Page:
06-03-2021 06:32 AM
I'm writing to you today in need of some assistance. I am currently working on a task configuring two networks that can communicate safely with eachother through the use of a firewall. Both networks are working fine individually, however, when it comes to communicating across to the opposite networks the packets fail.
I ran a trace route to see where the issue lies and it seems to be at the routers of each network. I'm unsure on how to get the firewall to become operational and send packets between the networks successfully.
I'm assuming I need to configure VLANS 1 and 2 on the firewall but my knowledge is lacking. Does anyone have any tips?
Attached is a link to the toplogy.
06-03-2021 07:52 AM
How are the routers on each site supposed to route traffic to each other? Are you using OSPF, static routes, some other routing protocol?
On the ASA, did you create rules on eth0\0 and eth 0\1 to allow the required udp\tcp ports from the appropriate ip address ranges? On the ASA, do eth0\0 and eth0\1 have the same security level? If so have you enabled traffic between two or more interfaces which are configured with the same security level?
06-03-2021 08:14 AM
Both routers have static routes. I don't believe I have created the rules you mentioned. I'm pretty new to networking so I'm just trying to rack my brain. As far as I am aware, and this may be incorrect, I need to configure both VLAN 1 and VLAN 2 on the ASA to allow traffic to pass through? I am, however, unsure what the IP configurations of the inside and outside interfaces would be.
I'm sorry if the information I provide is pretty basic, I'm just trying to understand how to achieve the following:
"Install and configure the firewall to provide the secure link between the two networks."
06-03-2021 08:47 AM
On the ASA you will need to create network and or host objects for both networks (192.168.1.0/24 and 192.168.2.0.24) or individual devices.
You will then need to create access rules. The easiest, but most insecure, way is to just create a rule on Eth0\0 for source 192.168.2.0\24 destination 192.168.1.0\24 service ip action permit and a rule on Eth0\1 for source 192.168.1.0\24 destination 192.168.2.0\24 service ip action permit.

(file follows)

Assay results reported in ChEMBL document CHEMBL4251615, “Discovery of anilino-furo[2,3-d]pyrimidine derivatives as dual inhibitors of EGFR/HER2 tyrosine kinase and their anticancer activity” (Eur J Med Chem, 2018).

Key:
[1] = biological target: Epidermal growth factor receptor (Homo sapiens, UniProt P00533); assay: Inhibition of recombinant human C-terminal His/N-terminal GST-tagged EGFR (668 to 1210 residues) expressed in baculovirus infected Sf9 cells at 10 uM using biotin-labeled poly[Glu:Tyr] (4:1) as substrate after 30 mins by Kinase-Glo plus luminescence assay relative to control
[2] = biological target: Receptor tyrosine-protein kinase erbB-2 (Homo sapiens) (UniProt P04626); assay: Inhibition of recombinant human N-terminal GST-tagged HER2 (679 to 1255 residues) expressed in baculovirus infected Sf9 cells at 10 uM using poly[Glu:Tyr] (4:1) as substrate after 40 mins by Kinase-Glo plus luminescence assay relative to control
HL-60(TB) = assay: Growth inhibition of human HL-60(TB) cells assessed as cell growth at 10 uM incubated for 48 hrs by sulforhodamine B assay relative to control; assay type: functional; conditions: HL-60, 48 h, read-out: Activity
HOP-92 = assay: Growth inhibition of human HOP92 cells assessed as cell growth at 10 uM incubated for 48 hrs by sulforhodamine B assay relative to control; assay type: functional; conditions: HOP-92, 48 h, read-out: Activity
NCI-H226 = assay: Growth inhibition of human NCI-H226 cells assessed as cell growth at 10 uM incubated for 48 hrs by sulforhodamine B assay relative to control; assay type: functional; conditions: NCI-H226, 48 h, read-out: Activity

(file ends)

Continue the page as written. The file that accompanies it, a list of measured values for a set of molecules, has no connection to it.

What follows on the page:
The better way is to determine what each device or network needs access to and only allow create rules for that traffic. For example, if devices on network 192.168.2.0\24 only need access to the email server at 192.168.1.3 using imap then the rule would be something similar to this. On interface Eth0\0 create a rule for source 192.168.2.0\24 destination 192.168.1.3\32 service tcp\143,tcp993 action permit.
If devices on network 192.168.1.0\24 only need access to the web server at 192.168.2.3 using https then the rule would be similar to this. On interface Eth0\1 create a rule for source 192.168.1.1\24 destination 192.168.2.3 service tcp\443 action permit.
Unless you are very familiar with creating Cisco ASA configs using the command line, I would highly recommend using the Cisco ASDM app to access the ASA. This will give you a GUI for configuring the ASA. It is usually easier to create objects (ie network object, network groups, service objects, service groups) and use those in your rules. Most well known services (ie http, https, ssh) should already have predefined service objects in ASDM to use in your rules.
I hope that helped. Good luck.
06-03-2021 09:25 AM
I really appreciate you taking time out of your day to explain this to me, it is really kind of you.
Do you happen to know what these commands would be written as in packet tracer?
06-03-2021 09:42 AM
Sorry, I can't help you with network modeling tools.
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